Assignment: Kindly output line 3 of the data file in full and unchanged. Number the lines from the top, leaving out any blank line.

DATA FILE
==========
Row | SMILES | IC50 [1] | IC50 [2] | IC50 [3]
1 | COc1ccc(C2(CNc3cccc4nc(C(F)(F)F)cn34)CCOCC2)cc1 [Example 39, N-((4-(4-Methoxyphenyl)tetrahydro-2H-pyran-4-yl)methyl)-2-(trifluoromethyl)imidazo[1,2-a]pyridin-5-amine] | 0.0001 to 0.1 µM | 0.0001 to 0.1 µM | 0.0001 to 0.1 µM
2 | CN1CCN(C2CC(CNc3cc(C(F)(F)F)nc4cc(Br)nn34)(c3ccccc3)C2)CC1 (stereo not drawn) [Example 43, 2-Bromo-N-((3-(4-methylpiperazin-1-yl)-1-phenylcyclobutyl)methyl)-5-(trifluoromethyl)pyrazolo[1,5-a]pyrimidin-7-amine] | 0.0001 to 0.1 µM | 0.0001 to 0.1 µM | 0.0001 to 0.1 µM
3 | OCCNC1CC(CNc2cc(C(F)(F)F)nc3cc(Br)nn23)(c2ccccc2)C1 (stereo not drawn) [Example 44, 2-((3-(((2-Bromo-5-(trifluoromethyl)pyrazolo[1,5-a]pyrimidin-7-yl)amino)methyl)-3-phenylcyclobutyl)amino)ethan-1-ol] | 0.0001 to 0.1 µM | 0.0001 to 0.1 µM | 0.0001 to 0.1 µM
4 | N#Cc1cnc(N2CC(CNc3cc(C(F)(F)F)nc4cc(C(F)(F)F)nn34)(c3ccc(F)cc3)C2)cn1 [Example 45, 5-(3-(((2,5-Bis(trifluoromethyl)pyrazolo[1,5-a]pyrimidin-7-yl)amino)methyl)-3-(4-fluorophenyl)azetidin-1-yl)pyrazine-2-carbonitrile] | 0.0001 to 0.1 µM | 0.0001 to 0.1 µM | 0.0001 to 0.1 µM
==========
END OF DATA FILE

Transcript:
2 | CN1CCN(C2CC(CNc3cc(C(F)(F)F)nc4cc(Br)nn34)(c3ccccc3)C2)CC1 (stereo not drawn) [Example 43, 2-Bromo-N-((3-(4-methylpiperazin-1-yl)-1-phenylcyclobutyl)methyl)-5-(trifluoromethyl)pyrazolo[1,5-a]pyrimidin-7-amine] | 0.0001 to 0.1 µM | 0.0001 to 0.1 µM | 0.0001 to 0.1 µM